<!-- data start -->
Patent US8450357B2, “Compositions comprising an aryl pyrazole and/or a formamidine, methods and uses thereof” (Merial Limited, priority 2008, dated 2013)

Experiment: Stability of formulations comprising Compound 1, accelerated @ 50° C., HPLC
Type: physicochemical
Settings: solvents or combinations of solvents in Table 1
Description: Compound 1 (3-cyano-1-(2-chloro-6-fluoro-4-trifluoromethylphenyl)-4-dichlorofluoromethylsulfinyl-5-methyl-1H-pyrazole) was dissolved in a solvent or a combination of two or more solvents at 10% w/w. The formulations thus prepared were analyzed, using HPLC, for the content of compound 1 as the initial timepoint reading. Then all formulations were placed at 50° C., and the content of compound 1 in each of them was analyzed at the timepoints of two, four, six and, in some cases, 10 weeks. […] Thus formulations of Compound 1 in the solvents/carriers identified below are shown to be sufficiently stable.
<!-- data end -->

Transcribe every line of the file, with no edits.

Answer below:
Patent US8450357B2, “Compositions comprising an aryl pyrazole and/or a formamidine, methods and uses thereof” (Merial Limited, priority 2008, dated 2013)

Experiment: Stability of formulations comprising Compound 1, accelerated @ 50° C., HPLC
Type: physicochemical
Settings: solvents or combinations of solvents in Table 1
Description: Compound 1 (3-cyano-1-(2-chloro-6-fluoro-4-trifluoromethylphenyl)-4-dichlorofluoromethylsulfinyl-5-methyl-1H-pyrazole) was dissolved in a solvent or a combination of two or more solvents at 10% w/w. The formulations thus prepared were analyzed, using HPLC, for the content of compound 1 as the initial timepoint reading. Then all formulations were placed at 50° C., and the content of compound 1 in each of them was analyzed at the timepoints of two, four, six and, in some cases, 10 weeks. […] Thus formulations of Compound 1 in the solvents/carriers identified below are shown to be sufficiently stable.